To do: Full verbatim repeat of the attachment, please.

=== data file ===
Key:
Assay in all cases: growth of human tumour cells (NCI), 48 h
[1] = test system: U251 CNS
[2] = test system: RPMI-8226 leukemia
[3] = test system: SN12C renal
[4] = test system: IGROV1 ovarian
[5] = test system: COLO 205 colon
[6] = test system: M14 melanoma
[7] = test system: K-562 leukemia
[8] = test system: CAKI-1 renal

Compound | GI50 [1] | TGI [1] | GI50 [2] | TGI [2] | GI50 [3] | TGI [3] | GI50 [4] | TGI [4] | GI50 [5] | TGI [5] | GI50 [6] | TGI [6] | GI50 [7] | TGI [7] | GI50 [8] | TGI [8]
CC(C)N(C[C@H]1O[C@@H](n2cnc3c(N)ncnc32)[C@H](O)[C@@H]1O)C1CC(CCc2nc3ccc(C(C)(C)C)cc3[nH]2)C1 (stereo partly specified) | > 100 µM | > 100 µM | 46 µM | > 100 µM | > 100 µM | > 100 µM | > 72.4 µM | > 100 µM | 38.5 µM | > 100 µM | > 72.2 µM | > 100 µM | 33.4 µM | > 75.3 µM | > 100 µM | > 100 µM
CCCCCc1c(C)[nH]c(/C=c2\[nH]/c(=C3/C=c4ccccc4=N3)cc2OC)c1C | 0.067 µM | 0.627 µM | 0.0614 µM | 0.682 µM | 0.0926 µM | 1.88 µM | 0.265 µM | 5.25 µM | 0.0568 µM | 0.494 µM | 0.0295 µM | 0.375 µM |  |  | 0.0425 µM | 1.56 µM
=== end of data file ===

Key:
Assay in all cases: growth of human tumour cells (NCI), 48 h
[1] = test system: U251 CNS
[2] = test system: RPMI-8226 leukemia
[3] = test system: SN12C renal
[4] = test system: IGROV1 ovarian
[5] = test system: COLO 205 colon
[6] = test system: M14 melanoma
[7] = test system: K-562 leukemia
[8] = test system: CAKI-1 renal

Compound | GI50 [1] | TGI [1] | GI50 [2] | TGI [2] | GI50 [3] | TGI [3] | GI50 [4] | TGI [4] | GI50 [5] | TGI [5] | GI50 [6] | TGI [6] | GI50 [7] | TGI [7] | GI50 [8] | TGI [8]
CC(C)N(C[C@H]1O[C@@H](n2cnc3c(N)ncnc32)[C@H](O)[C@@H]1O)C1CC(CCc2nc3ccc(C(C)(C)C)cc3[nH]2)C1 (stereo partly specified) | > 100 µM | > 100 µM | 46 µM | > 100 µM | > 100 µM | > 100 µM | > 72.4 µM | > 100 µM | 38.5 µM | > 100 µM | > 72.2 µM | > 100 µM | 33.4 µM | > 75.3 µM | > 100 µM | > 100 µM
CCCCCc1c(C)[nH]c(/C=c2\[nH]/c(=C3/C=c4ccccc4=N3)cc2OC)c1C | 0.067 µM | 0.627 µM | 0.0614 µM | 0.682 µM | 0.0926 µM | 1.88 µM | 0.265 µM | 5.25 µM | 0.0568 µM | 0.494 µM | 0.0295 µM | 0.375 µM |  |  | 0.0425 µM | 1.56 µM